Apr 29 2010

European Parliament debate on DHS access to EU airline reservations

Last week the European Parliament, following a hearing earlier in the month in Brussels at which we testified, held a three-hour plenary debate in Strasbourg on proposals to approve access by the US Department of Homeland Security to European interbank transfer (SWIFT) and airline reservation (Passenger Name Record, PNR) data.

The current “provisional” agreement to authorize blanket access by the DHS to PNRs for trans-Atlantic flights was executed by the Council of the EU over the objections of Parliament, but the changes in the structure of the EU brought about by the Lisbon Treaty, which entered into force in December 2009, now give the EP veto power over its continuation in force, or over any new agreement.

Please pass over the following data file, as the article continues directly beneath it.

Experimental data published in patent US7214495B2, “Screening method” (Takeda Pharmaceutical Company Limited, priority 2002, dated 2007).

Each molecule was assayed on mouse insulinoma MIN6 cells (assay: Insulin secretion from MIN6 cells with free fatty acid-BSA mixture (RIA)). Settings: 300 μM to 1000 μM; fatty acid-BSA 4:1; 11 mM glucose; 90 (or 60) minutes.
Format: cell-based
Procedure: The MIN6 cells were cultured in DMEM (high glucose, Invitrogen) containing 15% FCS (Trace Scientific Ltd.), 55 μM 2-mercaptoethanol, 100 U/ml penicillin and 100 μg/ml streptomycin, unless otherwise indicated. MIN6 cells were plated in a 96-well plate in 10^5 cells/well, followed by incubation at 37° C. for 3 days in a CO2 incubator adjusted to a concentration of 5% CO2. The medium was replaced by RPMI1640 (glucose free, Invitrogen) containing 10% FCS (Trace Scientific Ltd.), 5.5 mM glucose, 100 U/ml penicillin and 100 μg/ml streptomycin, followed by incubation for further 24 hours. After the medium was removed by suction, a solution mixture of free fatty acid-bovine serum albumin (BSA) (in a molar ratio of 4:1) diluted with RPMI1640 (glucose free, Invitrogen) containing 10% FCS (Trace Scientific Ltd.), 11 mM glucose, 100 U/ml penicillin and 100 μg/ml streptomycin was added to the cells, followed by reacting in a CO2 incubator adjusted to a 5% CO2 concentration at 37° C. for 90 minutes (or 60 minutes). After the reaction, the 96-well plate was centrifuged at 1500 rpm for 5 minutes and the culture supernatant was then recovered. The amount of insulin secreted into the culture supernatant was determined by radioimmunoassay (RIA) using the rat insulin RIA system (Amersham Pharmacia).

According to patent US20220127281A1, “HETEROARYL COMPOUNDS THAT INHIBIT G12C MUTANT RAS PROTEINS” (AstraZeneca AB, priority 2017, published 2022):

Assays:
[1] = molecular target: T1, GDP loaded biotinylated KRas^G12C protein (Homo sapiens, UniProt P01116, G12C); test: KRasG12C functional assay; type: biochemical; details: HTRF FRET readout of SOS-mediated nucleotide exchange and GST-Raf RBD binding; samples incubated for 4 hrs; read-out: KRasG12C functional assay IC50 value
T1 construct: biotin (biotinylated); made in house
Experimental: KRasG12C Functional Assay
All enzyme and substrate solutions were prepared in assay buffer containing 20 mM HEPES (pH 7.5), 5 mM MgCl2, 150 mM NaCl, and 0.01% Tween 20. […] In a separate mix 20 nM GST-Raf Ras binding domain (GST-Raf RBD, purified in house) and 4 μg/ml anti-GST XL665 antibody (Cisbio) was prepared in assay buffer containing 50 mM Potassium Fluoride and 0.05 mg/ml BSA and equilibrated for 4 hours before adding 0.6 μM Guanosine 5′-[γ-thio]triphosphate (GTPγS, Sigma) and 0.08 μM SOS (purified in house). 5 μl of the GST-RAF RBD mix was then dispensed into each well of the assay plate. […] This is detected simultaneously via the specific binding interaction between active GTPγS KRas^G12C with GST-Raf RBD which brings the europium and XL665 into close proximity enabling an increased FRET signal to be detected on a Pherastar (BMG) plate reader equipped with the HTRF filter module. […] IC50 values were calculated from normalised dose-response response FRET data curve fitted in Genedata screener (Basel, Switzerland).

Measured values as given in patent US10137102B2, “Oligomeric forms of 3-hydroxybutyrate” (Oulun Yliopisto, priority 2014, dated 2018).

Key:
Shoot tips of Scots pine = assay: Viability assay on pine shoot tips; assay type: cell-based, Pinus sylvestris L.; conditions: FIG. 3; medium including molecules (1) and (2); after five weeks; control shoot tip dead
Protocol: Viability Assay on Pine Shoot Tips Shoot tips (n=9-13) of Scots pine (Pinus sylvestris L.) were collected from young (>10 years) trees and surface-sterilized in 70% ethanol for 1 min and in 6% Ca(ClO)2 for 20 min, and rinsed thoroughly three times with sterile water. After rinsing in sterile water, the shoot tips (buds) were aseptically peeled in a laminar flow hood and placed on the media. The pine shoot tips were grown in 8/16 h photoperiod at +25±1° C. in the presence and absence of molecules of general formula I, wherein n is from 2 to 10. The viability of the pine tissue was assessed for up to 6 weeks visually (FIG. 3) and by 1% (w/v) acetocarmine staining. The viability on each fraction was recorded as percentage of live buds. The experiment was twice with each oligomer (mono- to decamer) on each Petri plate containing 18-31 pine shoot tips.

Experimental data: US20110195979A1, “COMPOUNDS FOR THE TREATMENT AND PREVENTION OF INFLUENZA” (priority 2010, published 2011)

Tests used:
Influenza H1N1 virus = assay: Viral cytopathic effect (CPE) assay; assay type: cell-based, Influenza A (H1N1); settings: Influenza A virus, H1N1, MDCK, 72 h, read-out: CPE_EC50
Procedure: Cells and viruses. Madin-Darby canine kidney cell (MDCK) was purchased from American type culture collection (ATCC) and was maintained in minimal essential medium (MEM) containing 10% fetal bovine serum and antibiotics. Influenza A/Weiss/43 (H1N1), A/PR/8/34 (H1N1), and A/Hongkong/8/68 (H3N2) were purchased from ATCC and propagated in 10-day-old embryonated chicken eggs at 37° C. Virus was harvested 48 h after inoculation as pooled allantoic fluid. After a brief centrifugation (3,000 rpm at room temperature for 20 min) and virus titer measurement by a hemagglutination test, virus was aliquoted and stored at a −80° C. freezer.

The transcript of the plenary session is posted only in the language in which speeches were delivered. But if the Europarl website recognizes your browser and media player, you can click the link under the thumbnail portrait of each speaker for an archived video clip with the the full choice of 23 languages — the most elaborate simultaneous translation operation in any chamber in the world — that were provided to those in attendance in the Hémicyle during the session.

The precautionary closure of most European airspace in response to the volcanic ash cloud kept some MEPs from reaching Strasbourg. As a result, voting on this and all other issues was postponed until next week, May 5-6, in Brussels.

But despite the deferral of voting, the debate was an important manifestation of the climate of opinion among the 736 directly-elected representatives of more than 500 million European citizens.

Several things were noteworthy in the plenary discussion: Read More